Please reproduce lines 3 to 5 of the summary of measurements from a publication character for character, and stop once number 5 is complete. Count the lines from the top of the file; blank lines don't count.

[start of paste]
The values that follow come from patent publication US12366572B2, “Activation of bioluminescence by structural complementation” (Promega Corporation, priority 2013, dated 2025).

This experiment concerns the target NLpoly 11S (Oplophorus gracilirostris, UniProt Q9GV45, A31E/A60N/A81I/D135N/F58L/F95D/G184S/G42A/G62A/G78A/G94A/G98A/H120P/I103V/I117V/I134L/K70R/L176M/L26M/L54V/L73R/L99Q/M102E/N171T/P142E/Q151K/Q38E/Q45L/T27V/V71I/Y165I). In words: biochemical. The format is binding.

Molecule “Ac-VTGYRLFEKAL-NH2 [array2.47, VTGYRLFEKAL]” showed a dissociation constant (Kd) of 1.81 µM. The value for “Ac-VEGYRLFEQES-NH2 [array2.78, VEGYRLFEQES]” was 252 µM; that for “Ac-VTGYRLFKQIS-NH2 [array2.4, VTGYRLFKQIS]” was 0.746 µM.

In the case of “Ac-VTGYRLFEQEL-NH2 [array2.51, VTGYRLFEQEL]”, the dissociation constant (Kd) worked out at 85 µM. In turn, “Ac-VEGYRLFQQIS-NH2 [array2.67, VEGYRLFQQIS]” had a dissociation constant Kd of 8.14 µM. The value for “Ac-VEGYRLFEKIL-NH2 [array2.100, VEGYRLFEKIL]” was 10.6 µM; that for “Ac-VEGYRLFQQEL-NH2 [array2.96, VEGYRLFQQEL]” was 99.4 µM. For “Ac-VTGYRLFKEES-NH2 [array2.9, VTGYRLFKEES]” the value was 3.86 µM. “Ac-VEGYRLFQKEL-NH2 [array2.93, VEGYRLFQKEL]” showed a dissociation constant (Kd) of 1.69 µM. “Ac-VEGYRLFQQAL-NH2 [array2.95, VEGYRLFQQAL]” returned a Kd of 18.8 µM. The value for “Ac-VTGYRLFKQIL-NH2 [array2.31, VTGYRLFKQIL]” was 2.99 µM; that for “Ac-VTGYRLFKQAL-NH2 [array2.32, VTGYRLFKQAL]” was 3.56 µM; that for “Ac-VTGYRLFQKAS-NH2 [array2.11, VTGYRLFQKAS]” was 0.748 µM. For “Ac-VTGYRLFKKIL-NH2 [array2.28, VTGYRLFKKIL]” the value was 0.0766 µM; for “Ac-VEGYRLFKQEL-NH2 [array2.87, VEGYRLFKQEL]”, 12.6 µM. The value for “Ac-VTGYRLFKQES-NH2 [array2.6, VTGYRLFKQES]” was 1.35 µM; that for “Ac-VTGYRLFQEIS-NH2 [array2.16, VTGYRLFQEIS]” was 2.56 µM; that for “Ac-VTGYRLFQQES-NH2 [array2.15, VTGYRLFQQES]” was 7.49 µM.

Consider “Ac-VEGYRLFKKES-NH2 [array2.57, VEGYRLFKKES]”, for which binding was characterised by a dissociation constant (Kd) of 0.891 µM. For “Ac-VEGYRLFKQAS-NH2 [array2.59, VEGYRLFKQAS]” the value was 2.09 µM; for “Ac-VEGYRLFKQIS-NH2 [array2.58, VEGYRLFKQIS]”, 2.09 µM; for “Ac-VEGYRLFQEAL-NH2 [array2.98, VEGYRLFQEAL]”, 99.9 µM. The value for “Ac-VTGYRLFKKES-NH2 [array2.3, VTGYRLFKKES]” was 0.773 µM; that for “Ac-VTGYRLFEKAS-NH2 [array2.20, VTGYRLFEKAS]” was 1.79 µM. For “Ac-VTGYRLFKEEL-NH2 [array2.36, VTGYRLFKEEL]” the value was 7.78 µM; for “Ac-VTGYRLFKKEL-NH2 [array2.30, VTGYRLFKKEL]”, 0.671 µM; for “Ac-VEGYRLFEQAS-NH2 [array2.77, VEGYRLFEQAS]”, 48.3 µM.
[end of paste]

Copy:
Molecule “Ac-VTGYRLFEKAL-NH2 [array2.47, VTGYRLFEKAL]” showed a dissociation constant (Kd) of 1.81 µM. The value for “Ac-VEGYRLFEQES-NH2 [array2.78, VEGYRLFEQES]” was 252 µM; that for “Ac-VTGYRLFKQIS-NH2 [array2.4, VTGYRLFKQIS]” was 0.746 µM.

In the case of “Ac-VTGYRLFEQEL-NH2 [array2.51, VTGYRLFEQEL]”, the dissociation constant (Kd) worked out at 85 µM. In turn, “Ac-VEGYRLFQQIS-NH2 [array2.67, VEGYRLFQQIS]” had a dissociation constant Kd of 8.14 µM. The value for “Ac-VEGYRLFEKIL-NH2 [array2.100, VEGYRLFEKIL]” was 10.6 µM; that for “Ac-VEGYRLFQQEL-NH2 [array2.96, VEGYRLFQQEL]” was 99.4 µM. For “Ac-VTGYRLFKEES-NH2 [array2.9, VTGYRLFKEES]” the value was 3.86 µM. “Ac-VEGYRLFQKEL-NH2 [array2.93, VEGYRLFQKEL]” showed a dissociation constant (Kd) of 1.69 µM. “Ac-VEGYRLFQQAL-NH2 [array2.95, VEGYRLFQQAL]” returned a Kd of 18.8 µM. The value for “Ac-VTGYRLFKQIL-NH2 [array2.31, VTGYRLFKQIL]” was 2.99 µM; that for “Ac-VTGYRLFKQAL-NH2 [array2.32, VTGYRLFKQAL]” was 3.56 µM; that for “Ac-VTGYRLFQKAS-NH2 [array2.11, VTGYRLFQKAS]” was 0.748 µM. For “Ac-VTGYRLFKKIL-NH2 [array2.28, VTGYRLFKKIL]” the value was 0.0766 µM; for “Ac-VEGYRLFKQEL-NH2 [array2.87, VEGYRLFKQEL]”, 12.6 µM. The value for “Ac-VTGYRLFKQES-NH2 [array2.6, VTGYRLFKQES]” was 1.35 µM; that for “Ac-VTGYRLFQEIS-NH2 [array2.16, VTGYRLFQEIS]” was 2.56 µM; that for “Ac-VTGYRLFQQES-NH2 [array2.15, VTGYRLFQQES]” was 7.49 µM.

Consider “Ac-VEGYRLFKKES-NH2 [array2.57, VEGYRLFKKES]”, for which binding was characterised by a dissociation constant (Kd) of 0.891 µM. For “Ac-VEGYRLFKQAS-NH2 [array2.59, VEGYRLFKQAS]” the value was 2.09 µM; for “Ac-VEGYRLFKQIS-NH2 [array2.58, VEGYRLFKQIS]”, 2.09 µM; for “Ac-VEGYRLFQEAL-NH2 [array2.98, VEGYRLFQEAL]”, 99.9 µM. The value for “Ac-VTGYRLFKKES-NH2 [array2.3, VTGYRLFKKES]” was 0.773 µM; that for “Ac-VTGYRLFEKAS-NH2 [array2.20, VTGYRLFEKAS]” was 1.79 µM. For “Ac-VTGYRLFKEEL-NH2 [array2.36, VTGYRLFKEEL]” the value was 7.78 µM; for “Ac-VTGYRLFKKEL-NH2 [array2.30, VTGYRLFKKEL]”, 0.671 µM; for “Ac-VEGYRLFEQAS-NH2 [array2.77, VEGYRLFEQAS]”, 48.3 µM.